Welcome to the first of Building’s special market reports

This regular series of in-depth studies aims to bring you expert analysis of the latest trends in key sectors for the industry, as well as the latest information on available work and how to win it.

This first report focuses on infrastructure – a sector that is forecast to grow 30% by 2013 in the UK alone. Whether it’s waste, energy or transport, the sector looks set to offer a haven for construction companies throughout the recession. As our market analysis, provided by Davis Langdon and the Construction Products Association, shows, many infrastructure markets are expected to exceed even that growth level, with rail, for example, forecast to grow by nearly 150% by 2013.

The sector’s strength, fairly obviously, lies in the day-to-day necessity of its schemes. With a population and an energy problem growing at an equal rate, whichever party is in power after next year’s election will need to find a way to keep the lights on and the country moving. But the problem is that many of the schemes that would best position the country for the future also account for a big slice of government spending – and it’s hard to justify even the most vital long-term infrastructure project when you’re trying to woo an electorate that is more concerned with cuts to pensions and benefits.

For this reason, some of the most critical infrastructure projects, including the £16bn Crossrail scheme, remain under threat. One of the big arguments for saving the scheme is the amount of public money that will already have been spent on it by the time of the next election. Terry Morgan, the scheme’s chairman, said recently that as much as £3bn would have been committed to the project by the spring (we show on page 12 where this money will have gone and what is still up for grabs). This is against an estimated saving of £500m per year if it is shelved.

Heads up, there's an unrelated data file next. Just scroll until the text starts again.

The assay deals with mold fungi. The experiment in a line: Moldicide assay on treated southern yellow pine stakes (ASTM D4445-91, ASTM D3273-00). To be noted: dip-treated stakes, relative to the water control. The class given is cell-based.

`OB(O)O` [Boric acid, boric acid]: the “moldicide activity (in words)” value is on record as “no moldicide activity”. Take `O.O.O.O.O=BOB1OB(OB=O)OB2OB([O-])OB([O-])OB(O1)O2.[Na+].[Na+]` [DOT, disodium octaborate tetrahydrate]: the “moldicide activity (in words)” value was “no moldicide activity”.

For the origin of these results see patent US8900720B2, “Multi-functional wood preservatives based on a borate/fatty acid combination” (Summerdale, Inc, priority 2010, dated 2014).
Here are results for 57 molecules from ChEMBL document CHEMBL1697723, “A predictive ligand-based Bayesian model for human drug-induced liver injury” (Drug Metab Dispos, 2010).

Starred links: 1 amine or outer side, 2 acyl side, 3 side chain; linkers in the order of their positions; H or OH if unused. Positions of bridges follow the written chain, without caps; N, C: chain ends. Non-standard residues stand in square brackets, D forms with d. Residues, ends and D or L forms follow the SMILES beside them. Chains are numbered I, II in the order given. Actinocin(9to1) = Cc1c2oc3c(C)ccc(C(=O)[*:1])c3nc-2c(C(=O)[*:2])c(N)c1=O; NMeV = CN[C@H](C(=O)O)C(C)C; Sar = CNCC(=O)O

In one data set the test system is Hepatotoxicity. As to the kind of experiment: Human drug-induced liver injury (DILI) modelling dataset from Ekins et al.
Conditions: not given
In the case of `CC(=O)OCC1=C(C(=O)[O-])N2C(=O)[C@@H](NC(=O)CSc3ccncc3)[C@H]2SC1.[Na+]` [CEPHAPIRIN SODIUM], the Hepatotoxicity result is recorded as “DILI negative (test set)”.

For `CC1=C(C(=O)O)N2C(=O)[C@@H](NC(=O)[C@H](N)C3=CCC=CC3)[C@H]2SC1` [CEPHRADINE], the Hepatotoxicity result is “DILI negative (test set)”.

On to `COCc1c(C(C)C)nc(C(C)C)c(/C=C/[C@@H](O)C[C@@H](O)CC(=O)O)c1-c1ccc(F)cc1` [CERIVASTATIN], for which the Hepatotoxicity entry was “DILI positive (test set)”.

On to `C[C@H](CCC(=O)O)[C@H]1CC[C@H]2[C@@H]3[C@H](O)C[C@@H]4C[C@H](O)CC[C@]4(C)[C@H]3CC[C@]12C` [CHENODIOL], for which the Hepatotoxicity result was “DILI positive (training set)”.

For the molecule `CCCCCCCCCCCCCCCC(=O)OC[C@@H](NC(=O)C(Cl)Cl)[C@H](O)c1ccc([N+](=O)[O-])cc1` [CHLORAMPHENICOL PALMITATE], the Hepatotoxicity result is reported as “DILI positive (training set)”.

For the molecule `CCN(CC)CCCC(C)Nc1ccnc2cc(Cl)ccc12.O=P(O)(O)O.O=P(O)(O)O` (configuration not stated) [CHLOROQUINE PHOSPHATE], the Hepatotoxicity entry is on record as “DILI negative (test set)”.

Even in the current climate, this short-term gain doesn’t quite add up.

The problem also applies to other major infrastructure projects – for those schemes that are deemed necessary, a delay next year could mean a more costly burden for the government in the future. Take nuclear energy, for example – experts are already warning that any slippage might see RWE and E.ON abandon the UK market to invest in their native Germany, potentially leaving the UK having to offer incentives to other investors to take their place.

Of course, it’s not going to be easy to maintain capital spend, and to do so would require government to rely even more heavily on private investment than it has done up to now. This presents its own difficulties, with banks now far more cautious about lending to even government-backed projects. But as KPMG’s Jeremy Barker explains on page 20, most banks are likely to return to the market in the medium term – alongside other less traditional investors such as pension and insurance funds. The problem for those running projects will be the competition to attract this money, from both within the UK and overseas. Which is why the case for committing to Britain’s infrastructure needs to be made sooner rather than later.